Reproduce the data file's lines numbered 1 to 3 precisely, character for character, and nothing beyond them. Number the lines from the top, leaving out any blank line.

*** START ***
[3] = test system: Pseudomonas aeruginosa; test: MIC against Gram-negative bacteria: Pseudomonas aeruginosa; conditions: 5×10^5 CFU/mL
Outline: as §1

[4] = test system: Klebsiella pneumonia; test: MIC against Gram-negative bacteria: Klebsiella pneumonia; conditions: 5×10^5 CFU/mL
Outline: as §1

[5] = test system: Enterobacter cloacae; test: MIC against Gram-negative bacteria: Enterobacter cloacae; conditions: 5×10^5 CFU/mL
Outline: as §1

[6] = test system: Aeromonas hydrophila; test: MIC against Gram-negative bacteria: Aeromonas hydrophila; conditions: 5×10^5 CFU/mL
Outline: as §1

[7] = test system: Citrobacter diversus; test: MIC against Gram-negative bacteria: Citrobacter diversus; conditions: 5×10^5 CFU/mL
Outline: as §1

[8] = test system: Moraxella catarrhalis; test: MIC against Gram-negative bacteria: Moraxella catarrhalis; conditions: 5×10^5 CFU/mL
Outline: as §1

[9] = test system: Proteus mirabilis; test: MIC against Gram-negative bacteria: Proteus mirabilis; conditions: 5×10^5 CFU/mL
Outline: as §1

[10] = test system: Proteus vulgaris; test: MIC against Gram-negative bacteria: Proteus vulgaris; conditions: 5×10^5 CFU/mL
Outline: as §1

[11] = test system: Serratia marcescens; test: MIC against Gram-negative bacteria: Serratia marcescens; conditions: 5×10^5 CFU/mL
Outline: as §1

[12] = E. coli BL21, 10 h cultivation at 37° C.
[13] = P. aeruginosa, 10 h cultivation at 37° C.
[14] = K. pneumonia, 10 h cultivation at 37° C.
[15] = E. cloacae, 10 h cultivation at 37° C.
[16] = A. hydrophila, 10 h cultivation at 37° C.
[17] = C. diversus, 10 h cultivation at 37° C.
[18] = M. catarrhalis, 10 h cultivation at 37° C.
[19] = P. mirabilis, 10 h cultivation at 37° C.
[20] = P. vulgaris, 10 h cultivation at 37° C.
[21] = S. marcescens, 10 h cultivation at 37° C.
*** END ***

[3] = test system: Pseudomonas aeruginosa; test: MIC against Gram-negative bacteria: Pseudomonas aeruginosa; conditions: 5×10^5 CFU/mL
Outline: as §1

[4] = test system: Klebsiella pneumonia; test: MIC against Gram-negative bacteria: Klebsiella pneumonia; conditions: 5×10^5 CFU/mL